Hartland Snyder

From Wikipedia, the free encyclopedia
Jump to: navigation, search

Hartland Sweet Snyder (1913, Salt Lake City – 1962) was a physicist[1] who along with Robert Oppenheimer calculated the gravitational collapse of a pressure-free homogenous fluid sphere, and found that it could not communicate with the rest of the universe.

In 1955, he bet against Maurice Goldhaber that antiprotons existed, and won.

Some publications he authored together with Ernest Courant[2][3] laid the foundations for the field of accelerator physics. In particular, Hartland with Courant and Milton Stanley Livingston developed the principle of strong focusing that made modern particle accelerators possible.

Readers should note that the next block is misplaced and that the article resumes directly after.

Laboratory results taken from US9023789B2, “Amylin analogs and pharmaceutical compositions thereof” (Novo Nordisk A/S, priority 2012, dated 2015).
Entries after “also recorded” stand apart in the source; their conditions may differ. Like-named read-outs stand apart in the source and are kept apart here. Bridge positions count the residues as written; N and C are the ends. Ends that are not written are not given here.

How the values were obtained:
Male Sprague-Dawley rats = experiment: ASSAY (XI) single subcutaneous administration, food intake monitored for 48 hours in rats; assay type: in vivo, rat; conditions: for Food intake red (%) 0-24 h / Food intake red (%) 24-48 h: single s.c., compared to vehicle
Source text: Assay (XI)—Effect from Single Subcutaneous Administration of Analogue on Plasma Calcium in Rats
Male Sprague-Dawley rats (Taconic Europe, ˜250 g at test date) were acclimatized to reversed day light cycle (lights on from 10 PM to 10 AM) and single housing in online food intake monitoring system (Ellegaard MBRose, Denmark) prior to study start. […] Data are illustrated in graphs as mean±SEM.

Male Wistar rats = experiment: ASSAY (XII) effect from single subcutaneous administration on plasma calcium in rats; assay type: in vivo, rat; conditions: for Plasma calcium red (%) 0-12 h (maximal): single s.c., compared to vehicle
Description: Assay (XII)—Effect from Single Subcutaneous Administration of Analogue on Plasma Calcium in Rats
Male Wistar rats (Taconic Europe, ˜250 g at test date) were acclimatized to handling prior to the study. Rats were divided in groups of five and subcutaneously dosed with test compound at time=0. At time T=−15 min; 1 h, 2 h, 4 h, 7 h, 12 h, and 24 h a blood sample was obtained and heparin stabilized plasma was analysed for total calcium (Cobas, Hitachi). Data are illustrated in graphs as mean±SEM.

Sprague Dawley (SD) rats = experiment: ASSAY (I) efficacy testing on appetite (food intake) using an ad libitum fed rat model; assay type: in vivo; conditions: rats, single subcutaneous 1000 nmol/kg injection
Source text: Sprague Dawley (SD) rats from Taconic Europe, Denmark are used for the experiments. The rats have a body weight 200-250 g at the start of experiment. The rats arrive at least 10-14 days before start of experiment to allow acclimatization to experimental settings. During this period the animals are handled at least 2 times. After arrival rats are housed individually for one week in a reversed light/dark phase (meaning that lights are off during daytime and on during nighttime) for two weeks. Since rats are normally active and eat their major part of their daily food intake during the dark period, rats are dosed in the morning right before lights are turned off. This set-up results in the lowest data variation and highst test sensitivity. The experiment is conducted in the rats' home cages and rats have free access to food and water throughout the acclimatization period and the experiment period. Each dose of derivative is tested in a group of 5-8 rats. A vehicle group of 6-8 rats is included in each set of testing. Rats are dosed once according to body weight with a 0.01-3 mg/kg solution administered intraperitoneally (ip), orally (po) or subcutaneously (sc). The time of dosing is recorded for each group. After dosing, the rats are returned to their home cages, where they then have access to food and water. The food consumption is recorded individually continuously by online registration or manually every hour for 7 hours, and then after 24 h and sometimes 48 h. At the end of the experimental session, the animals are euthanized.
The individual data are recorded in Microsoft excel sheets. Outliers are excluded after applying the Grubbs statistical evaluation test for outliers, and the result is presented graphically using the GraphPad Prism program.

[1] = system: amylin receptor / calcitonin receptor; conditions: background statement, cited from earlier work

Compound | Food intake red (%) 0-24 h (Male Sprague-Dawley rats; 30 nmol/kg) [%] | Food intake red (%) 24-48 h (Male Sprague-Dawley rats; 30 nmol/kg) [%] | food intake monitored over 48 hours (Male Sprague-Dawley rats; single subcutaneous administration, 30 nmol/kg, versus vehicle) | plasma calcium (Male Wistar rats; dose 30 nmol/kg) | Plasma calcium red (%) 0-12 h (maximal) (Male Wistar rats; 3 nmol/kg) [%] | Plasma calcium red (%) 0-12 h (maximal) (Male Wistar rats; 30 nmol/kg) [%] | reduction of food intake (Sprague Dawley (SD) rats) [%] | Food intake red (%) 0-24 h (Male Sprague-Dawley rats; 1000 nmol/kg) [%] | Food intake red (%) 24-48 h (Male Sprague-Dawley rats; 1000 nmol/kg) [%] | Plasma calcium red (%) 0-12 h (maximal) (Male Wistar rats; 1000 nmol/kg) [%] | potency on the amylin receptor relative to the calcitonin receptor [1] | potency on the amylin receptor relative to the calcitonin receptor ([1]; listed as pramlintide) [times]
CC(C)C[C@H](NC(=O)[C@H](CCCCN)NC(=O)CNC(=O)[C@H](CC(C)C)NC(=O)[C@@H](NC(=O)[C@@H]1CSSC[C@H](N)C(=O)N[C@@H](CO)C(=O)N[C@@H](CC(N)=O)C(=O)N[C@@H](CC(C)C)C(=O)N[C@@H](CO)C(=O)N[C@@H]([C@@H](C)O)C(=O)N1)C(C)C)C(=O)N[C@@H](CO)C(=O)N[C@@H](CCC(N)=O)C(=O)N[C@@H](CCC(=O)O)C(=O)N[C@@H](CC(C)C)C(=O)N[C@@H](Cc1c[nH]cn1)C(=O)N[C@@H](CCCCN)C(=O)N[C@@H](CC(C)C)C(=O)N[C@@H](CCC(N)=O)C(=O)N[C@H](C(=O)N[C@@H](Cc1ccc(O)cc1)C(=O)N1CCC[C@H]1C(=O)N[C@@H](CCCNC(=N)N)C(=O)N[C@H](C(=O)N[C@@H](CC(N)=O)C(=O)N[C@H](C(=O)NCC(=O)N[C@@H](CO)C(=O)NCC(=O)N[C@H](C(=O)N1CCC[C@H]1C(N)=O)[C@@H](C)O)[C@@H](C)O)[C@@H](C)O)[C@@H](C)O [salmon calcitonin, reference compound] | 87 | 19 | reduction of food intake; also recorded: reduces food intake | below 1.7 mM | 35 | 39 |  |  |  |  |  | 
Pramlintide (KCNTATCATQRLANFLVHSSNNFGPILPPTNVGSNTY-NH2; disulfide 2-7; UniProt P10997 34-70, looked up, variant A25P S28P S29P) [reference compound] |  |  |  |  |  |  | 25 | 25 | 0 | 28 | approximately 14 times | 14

See also[edit]

References[edit]

  1. ^ "Hartland S. Snyder". Physics Today 15 (7): 78. July 1962. doi:10.1063/1.3058300. 
  2. ^ Courant, E. D.; Livingston, M. S.; Snyder, H. S. (1952). "The Strong-Focusing Synchrotron—A New High Energy Accelerator". Physical Review 88 (5): 1190–1196. Bibcode:1952PhRv...88.1190C. doi:10.1103/PhysRev.88.1190.  edit
  3. ^ Courant, E. D.; Snyder, H. S. (Jan 1958). "Theory of the alternating-gradient synchrotron". Annals of Physics 3 (1): 1–48. Bibcode:2000AnPhy.281..360C. doi:10.1006/aphy.2000.6012.  edit